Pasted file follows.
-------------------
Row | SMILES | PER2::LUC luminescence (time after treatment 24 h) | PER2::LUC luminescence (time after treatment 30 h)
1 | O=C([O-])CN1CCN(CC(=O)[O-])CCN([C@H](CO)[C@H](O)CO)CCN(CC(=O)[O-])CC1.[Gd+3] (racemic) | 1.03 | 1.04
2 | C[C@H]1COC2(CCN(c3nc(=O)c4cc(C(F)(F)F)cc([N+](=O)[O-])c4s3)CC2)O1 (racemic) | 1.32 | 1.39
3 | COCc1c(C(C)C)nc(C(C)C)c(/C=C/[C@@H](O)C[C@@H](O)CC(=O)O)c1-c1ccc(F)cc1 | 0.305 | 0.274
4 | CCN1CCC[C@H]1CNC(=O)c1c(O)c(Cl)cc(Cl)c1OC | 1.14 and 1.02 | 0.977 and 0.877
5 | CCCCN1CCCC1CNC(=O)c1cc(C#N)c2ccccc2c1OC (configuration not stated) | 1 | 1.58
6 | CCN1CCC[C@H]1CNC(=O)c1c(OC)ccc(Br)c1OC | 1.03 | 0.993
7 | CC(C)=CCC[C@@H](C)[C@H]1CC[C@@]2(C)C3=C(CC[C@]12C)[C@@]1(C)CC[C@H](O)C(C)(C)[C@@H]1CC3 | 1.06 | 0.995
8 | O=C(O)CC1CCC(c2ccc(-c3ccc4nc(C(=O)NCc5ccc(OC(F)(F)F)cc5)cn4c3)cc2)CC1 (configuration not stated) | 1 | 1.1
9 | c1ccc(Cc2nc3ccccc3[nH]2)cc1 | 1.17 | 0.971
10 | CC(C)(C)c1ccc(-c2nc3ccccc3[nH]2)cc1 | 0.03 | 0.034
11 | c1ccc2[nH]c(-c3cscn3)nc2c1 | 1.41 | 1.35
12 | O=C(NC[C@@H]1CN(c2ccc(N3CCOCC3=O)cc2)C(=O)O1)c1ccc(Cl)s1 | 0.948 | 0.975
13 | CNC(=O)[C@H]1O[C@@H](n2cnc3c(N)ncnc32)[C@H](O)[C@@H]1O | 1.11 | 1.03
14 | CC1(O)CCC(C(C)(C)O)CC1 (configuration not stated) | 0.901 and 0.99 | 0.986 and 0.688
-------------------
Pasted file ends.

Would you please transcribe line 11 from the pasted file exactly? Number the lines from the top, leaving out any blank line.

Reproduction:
10 | CC(C)(C)c1ccc(-c2nc3ccccc3[nH]2)cc1 | 0.03 | 0.034